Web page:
ByAshley Washington, writer at
I don't need anyone else. I have Uroboros!
Ashley Washington

You really love games. You love games so much that you start thinking about what it takes to make one. After that, you might even want to make your own. But how?

How To Make Your Own Video Game

It may seem to be a daunting task at first, but with a bit of elbow grease and determination, you're only a short time away from making the simple games that could lead to your first great masterpiece. Here's a beginner's guide on how to get started on making your own video game:

1. Learn A Language!

If you're interested in really digging in and starting from the bottom up, learning a language might be a good idea. There are a ton of programming languages to choose from, but some languages are better than others depending on the platform you want your game to work with.

To make web-based games, it's a good idea to learn HTML5 or Javascript. Facebook games tend to be made with Flash.

To make games for consoles or mobile, it's best to learn languages like C++, C#, Java, or ObjectiveC. Again, this totally depends on which platform you want to make your game for and it's always best to read up in these communities and learn more.

Don't get too fixated on whether or not the one language is enough. Programming languages have some similarities in syntax and usage that make it easier to pick up a second after learning your first.

FreeCodeCamp homepage
FreeCodeCamp homepage

Here are some helpful resources for picking up these languages:





If you need more guidance, a paid option may be better for you. Most paid programs provide 1-on-1 tutelage that can really make the difference.

If you feel like you're okay on your own, a free coding program is probably just fine for you as long as you're applying your skills along the way.

There is no right and perfectly correct answer for the best programming language for game development but this is certainly a good place to start. Like any language, your programming skills get better with practice and the application of that practice is key to your success.

2. Get The Right Text Editor!


Once you feel like you've got a handle on the language you've chosen, you'll want to keep organized with a strong text editor that will allow you to see the code with the proper markup. My personal favorite is Sublime, but there are quite a few others that I've heard great things about:

If you want to have a live preview of some of your smaller projects, you can use for free. It lets you see the things that you are writing as you write them and you can also see the code behind some of the cool projects of other CodePen users.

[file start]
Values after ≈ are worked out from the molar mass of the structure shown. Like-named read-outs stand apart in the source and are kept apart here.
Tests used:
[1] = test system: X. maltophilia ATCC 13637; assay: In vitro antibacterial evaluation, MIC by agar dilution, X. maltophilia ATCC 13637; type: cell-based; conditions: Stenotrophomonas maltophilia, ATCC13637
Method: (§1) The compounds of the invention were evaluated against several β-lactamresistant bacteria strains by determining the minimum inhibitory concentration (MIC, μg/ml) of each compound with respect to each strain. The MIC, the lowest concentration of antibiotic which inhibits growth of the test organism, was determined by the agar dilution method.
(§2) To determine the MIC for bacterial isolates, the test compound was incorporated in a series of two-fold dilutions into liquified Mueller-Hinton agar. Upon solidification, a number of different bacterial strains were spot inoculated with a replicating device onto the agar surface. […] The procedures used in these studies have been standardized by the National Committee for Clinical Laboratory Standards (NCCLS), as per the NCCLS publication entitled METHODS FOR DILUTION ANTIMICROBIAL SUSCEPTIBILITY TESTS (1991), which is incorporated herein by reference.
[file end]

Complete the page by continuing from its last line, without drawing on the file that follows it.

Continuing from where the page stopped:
3. Create Some Assets! showcases popular assets on a weekly basis. showcases popular assets on a weekly basis.

If you're not really big on visual art, but you still need some art for your game, here are some free resources for getting what you need:


Editors like Sketch, can help you get the image set up just right for your game.

4. Get The Right Tool And Make Your First Game!

'Lara Croft GO': a game made in Unity [Credit: Square Enix]
'Lara Croft GO': a game made in Unity [Credit: Square Enix]

When it comes to making your game and filling it up with awesome content, there is a wide selection of tools. Of course these vary based on the programming language you'd like to use, platform you want to develop for and type of game that you want to make.

If you have gained some comfort with Java or C++, you can most likely make use of Unity, an editor that many major developers make use of.

If you want something that might allow you to jump right in, these will be great for you:

'PewDiePie Tuber Simulator' [Credit: Outerminds]
'PewDiePie Tuber Simulator' [Credit: Outerminds]

5. And Finally, Test Your Game!


Once you've finished making your game, you'll want to test, test and test it some more. Create betas, invite your friends and make sure it's in the best shape it can possibly be. No game will be perfect and everything is going to have its bugs but the process of improving the experience of your game can teach you a lot of things about how to do things better the first time around.

So, that's it. Kind of. As I mentioned before, application is key. You're not going to be able to make the next GoldenEye reboot right out of the box (do we really need that anyway?). But, with these things in order, you will definitely be able to get started.

Build up a portfolio of smaller projects as you work up to a larger one. Share your work with your friends and get feedback as you learn how to do more complicated things. Whether you choose to invest in a rigorous program for game design or learn the ropes on your own, these are staples that will set you on your way.

Good luck! And let us know if you start making your own games.

Here are some death animations that could inspire your own!


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